I was at the Gartner Security & Risk Management Summit at National Harbor, in DC this week. One of the keynotes was by CIA Director George Brennan, who was sworn in as director of the Central Intelligence Agency on March 8, 2013. As director, he managed intelligence collection, analysis, covert action, counterintelligence and liaison relationships with foreign intelligence services.Before becoming director, Brennan served at the White House for four years as assistant to the President for Homeland Security and Counterterrorism and helped coordinate the U.S. government’s approach to homeland security, including its policies for responding to terrorism, cyberattacks, natural disasters and pandemics.
Brennan discussed the role of private-public partnerships and the evolving nature of cyber threats and options for protecting mission-critical capabilities as well as our privacy, national security and future prosperity. The presentation covered a lot of ground, and I wanted to highlight just a few items.
"Russia's Intelligence Agencies Not Bound By Law"
First, he explained the cyber threats coming out of Russia, China, Iran and North Korea: "It's a constant barrage of these spear phishing attacks. I think you have all heard about Russia's capabilities over the past year or so, increasingly sophisticated, increasingly capable, and also their intelligence security services are not really bound by law and limits of the law that US agencies are rightly limited by."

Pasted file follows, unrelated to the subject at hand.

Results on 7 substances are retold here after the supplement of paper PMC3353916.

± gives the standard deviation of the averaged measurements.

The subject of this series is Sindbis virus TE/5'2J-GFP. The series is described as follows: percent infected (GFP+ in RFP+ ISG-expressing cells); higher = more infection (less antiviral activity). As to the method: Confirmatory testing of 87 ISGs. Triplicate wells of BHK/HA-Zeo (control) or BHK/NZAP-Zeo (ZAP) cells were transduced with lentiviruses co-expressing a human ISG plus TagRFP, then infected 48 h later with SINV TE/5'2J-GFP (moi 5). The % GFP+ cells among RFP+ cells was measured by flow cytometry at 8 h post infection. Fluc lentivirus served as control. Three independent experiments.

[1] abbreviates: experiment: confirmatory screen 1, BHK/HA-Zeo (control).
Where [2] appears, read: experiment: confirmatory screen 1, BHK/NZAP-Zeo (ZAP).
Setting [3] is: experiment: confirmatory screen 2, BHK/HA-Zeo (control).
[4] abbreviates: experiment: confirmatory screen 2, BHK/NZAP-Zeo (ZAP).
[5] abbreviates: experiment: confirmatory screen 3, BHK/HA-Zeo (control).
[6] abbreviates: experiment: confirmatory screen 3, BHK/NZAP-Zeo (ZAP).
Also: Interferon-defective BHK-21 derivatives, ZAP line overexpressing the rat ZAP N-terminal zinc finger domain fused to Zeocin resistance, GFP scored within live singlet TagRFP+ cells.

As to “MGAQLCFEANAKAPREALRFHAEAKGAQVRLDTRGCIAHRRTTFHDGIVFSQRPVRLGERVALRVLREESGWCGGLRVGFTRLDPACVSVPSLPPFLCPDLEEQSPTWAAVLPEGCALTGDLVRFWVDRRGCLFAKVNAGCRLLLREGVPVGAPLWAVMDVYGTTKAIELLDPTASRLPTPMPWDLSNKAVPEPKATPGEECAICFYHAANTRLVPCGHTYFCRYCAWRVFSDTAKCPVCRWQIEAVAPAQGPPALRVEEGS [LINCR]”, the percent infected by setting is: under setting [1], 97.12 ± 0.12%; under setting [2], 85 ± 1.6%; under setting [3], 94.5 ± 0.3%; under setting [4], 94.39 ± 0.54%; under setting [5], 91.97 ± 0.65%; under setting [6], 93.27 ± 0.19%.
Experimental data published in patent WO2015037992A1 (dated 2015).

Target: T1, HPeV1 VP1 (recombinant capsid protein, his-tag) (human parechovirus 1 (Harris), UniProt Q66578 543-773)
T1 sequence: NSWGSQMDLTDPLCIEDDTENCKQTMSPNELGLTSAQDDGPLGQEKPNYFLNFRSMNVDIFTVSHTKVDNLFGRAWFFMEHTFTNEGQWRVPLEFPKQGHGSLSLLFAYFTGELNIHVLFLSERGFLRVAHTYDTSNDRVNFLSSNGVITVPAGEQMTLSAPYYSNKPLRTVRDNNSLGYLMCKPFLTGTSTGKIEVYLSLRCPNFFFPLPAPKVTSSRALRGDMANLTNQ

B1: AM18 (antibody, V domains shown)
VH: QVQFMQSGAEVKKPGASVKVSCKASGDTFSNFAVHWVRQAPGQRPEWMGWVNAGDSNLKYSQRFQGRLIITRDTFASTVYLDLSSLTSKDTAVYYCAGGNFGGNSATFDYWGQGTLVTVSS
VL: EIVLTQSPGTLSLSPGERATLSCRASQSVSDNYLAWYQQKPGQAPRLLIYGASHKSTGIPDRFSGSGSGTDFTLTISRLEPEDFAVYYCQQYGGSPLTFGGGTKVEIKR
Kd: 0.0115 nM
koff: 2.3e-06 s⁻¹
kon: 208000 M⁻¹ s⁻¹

"It’s going to take a 9/11 in the cyber realm"
Brennan is urging Americans to encourage federal lawmakers to push forward cybersecurity-focused legislation, regulations and other rules so that the U.S. is better prepared in cyberspace. “You all need to continue to put the pressure on your elected representatives in Congress to take this matter seriously,” Brennan said.
“People frequently say it’s going to take a 9/11 in the cyber realm in order for us as a country to be able to come to terms and deal more effectively with cyber challenges. A lot of work needs to be done in the halls of Congress, as well as in the executive branch, in order to allow the government to deal with the challenges of the 21st century,” he said.
“The next Pearl Harbor will be cyber,”
An example of this is Sen. Angus King (I-Maine) who is sponsoring federal legislation that would require utilities to have manual-control capabilities. “The next Pearl Harbor will be cyber,” he said. “It’s a cheap way to attack. No bombers or submarines needed.” U.S. officials say it is possible that malware, including BlackEnergy, still lurks in American utility networks. There is no federal requirement that it be rooted out. Much more needs to be done.
There is something that can be done about this now
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